La Horde

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2009
Dirs. Yannick Dahan and Bejamin Rocher

When a high-ranking and well-respected police detective is found murdered by a gang of homicidal mobsters, a small group of his closest colleagues on the force take it upon themselves to avenge his death vigilante-style. Heavily armed and determined to see justice done, they manage to infiltrate the upper floors of the suburban high-rise apartment block that serves as the criminals’ hideout. But during the raid things go wrong and the cops find themselves overcome by the gang, who take them prisoner and begin to torture them.

Meanwhile, on ground level, the gang’s lookout men become aware of a strange disturbance in the streets immediately surrounding the building, with the sounds of explosions and sirens filling the air. Incredibly, it becomes apparent that the commotion is being caused by ever-growing crowds of crazed people with a hunger for human flesh. It’s not long before the gang of criminals and their captive cops realize they are …

7 Days

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2010
Dir. Daniel Grou aka Podz

Middle-aged surgeon Bruno Hamel (Claude Legault), his wife Sylvie (Fanny Mallette) and their eight-year-old daughter Jasmine (Rose-Marie Coallier) live a happy, uneventful life in the suburbs of a quiet town. When Jasmine is brutally raped and murdered by a local man, Anthony Lemaire (Martin Dubreuil), Bruno hatches a meticulous plan to make him pay for his crimes. He will kidnap and torture Lemaire for seven days before executing him and then turning himself in…

Directed by Daniel Grou (Vampire High, Big Wolf On Campus, The Hunger), aka Podz, and adapted for the screen by author Patrick Senécal('5150 Elm’s Way,' 'Evil Words') from his best-selling novel, ‘Les sept jours du talion,’ 7 Days is an intense and disturbing French Canadian thriller that has been described as 'Saw directed by Michael Haneke (Funny Games) or Lars von Trier (Antichrist).’ Coldly filmed in a stylish, yet detached manner, 7 Days is a harrowing and powerful fil…

Love Goddess of the Cannibals

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1978
Dir. Joe D’Amato

A team of geologists attempt to remove a native, allegedly cannibalistic population from their island home in order to perform atomic research. The natives' female leader has other plans though, and sets about disposing of them one by one, utilising the fine art of seduction and good old fashioned murder-by-sexy-sex to aid her quest.

Papaya (Melissa) is just your average voodoo priestess, sex siren, eco-activist and blood crazed cannibal, willing to do whatever it takes to keep her tropical island home from being exploited by pesky nuclear scientists hell-bent on building a nuclear reactor on it. And if that means stripping off her clothes every five minutes and seducing them one by one with her voluptuous body and irresistible melons, then killing them by castrating them - so be it! This is one dedicated lady who won’t be messed with.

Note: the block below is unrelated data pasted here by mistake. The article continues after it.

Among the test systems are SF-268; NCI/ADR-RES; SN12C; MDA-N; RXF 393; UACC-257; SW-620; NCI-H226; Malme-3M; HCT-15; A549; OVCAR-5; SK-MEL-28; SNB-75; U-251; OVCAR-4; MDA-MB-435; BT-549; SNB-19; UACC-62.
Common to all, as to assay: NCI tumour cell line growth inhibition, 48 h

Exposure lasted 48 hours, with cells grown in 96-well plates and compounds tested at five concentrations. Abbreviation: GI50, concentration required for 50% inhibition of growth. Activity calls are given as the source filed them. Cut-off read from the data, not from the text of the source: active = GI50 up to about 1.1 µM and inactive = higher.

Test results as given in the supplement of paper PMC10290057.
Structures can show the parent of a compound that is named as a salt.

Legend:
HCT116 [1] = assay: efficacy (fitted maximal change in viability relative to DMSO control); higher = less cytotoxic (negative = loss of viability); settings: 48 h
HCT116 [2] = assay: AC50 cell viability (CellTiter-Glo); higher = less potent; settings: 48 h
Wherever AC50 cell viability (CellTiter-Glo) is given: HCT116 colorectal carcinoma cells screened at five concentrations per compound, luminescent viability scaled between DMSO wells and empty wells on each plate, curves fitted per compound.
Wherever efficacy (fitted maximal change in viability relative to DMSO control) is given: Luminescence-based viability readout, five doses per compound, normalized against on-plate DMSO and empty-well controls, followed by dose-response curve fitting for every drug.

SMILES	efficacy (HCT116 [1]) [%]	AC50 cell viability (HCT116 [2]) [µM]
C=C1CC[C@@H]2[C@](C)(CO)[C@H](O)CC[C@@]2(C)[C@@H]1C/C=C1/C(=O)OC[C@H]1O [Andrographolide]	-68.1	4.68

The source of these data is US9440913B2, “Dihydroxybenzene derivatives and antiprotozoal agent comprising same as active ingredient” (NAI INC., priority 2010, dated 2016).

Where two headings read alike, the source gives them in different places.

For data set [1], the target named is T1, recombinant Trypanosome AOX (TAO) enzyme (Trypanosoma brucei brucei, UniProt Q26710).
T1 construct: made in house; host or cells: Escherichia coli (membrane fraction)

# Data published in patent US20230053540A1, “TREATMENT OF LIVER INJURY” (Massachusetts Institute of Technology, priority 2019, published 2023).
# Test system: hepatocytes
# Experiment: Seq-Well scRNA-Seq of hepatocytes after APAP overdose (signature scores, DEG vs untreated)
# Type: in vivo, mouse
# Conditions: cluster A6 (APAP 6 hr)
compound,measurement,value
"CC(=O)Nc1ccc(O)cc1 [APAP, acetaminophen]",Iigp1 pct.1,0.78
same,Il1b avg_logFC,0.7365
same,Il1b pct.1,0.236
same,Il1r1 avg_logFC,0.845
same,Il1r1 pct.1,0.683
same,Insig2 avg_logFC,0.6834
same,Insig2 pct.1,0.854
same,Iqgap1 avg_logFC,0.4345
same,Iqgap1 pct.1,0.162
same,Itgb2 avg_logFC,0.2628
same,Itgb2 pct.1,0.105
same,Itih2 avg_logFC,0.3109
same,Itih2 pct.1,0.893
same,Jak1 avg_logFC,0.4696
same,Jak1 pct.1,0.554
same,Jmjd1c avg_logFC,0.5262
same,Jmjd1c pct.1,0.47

The film opens with her emerging from the sea, strutting across the beach, entering a palm-hut, smearing fruit over a man …

Issue 10 (!) Of Paracinema Available NOW!

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As Matt over at Chuck Norris Ate My Baby so rightly pointed out, the latest issue of Paracinema magazine is now available to order! This is no ordinary issue (not that any of them could be described as ‘ordinary’ anyway), this is a big one: the tenth issue!

Independently produced to the highest standard, each issue thus far has been smartly crafted to cater to the more thoughtful genre fan – intelligent, left of centre articles on all manner of cult, exploitation and obscure cinema are the order of the day; and issue 10 is no exception. Amongst the positively tantalising array of articles included in this issue are the likes of Melodrama in Fast Motion: Beyond the Valley of the Dolls As Not Just Strange but Scathing by Adam Blomquist; Pink Socks and Monsters: Excess in Andrzej Żuławski’s Possession by Todd Garbarini and Send In the Clowns, If Your Conscience Can Handle It: The Complications of Watching Clownhouse by Emily Intravia of The Deadly Doll’s House of Horror Nonsense infamy.…

Bring Classic Horror Films Back To Television Campaign

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As you may or may not be aware, the campaign set up by Cyberschizoid has really been gathering momentum of late...

Television has become so bland in the last decade that it has become impossible to find any of the old classic horror films being screened anywhere, even on the BBC. Years ago, BBC2 would screen regular horror double bills on Saturday nights which featured cult movies from Universal, RKO, Hammer Films and beyond. This writer fondly remembers watching the likes of Cat People, The Pit and the Pendulum and Plague of the Zombies when he should have been fast asleep! My love of older horror movies can be traced back to my experiences watching these movies on the BBC as a youngster – indeed, watching the likes of the Corman/Poe cycle nowadays fills me with an unshakable air of nostalgia and joy, hard to describe to non-horror fans. It would be blissful to tune into double bills of classic horror movies on Saturday evenings during the summer months again.

If you, like me…

Beyond The Rave

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2008
Dir. Matthias Hoene

With the help of his ragtag group of friends, young squaddie Ed must find and win back his girlfriend Jen from the clutches of a mysterious group of hardcore ravers before he flies to Iraq in the morning. When he eventually catches up with her at an all-night rave party in the English countryside, Ed discovers that the weird ravers who are hosting the event, are looking for more than a night of fun and not everyone will make it through to see the light of dawn…

Essentially taking a concept that was touched on very briefly at the beginning of the first Blade movie (a vampire organised rave that turned into a bloodbath as the toothy ones begin to feed on the blood of the revellers), Beyond the Rave was originally an online serial aimed at the iPod generation and sufferers of ADD. Those expecting to see something more ‘traditional’ from Hammer might be disappointed – though the studio must be applauded for its innovation and efforts to engage with savvy Twenty-f…